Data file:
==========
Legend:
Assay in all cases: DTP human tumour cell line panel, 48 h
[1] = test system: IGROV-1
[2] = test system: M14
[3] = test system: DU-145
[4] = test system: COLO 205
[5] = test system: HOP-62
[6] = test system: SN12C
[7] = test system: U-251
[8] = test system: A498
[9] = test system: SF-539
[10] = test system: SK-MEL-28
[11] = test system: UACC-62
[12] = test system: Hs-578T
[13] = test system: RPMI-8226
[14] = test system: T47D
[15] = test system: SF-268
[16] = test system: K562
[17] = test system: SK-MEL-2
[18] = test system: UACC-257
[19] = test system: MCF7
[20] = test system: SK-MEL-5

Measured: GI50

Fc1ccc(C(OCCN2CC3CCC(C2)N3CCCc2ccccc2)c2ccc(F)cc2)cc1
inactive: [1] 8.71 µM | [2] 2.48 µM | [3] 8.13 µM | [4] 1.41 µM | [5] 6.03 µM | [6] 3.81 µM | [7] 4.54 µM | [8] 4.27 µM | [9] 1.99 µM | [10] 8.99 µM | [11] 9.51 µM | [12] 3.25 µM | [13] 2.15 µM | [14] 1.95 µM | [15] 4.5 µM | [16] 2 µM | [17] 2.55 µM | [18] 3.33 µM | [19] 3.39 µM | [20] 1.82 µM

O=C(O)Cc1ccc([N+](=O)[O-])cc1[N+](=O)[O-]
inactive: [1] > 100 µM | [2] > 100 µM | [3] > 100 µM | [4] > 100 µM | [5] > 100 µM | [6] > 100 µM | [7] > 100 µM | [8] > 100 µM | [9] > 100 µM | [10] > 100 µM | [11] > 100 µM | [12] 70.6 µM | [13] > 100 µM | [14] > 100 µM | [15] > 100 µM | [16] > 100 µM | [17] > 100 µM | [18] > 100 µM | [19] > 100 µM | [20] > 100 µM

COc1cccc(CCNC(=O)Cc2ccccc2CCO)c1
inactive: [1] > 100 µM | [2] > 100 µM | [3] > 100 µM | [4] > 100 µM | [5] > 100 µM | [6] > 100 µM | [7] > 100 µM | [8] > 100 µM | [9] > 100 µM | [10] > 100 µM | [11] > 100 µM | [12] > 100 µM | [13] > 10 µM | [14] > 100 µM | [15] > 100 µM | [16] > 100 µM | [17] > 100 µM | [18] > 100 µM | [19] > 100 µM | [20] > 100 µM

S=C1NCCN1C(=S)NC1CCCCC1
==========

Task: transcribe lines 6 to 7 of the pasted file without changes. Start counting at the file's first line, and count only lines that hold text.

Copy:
[4] = test system: COLO 205
[5] = test system: HOP-62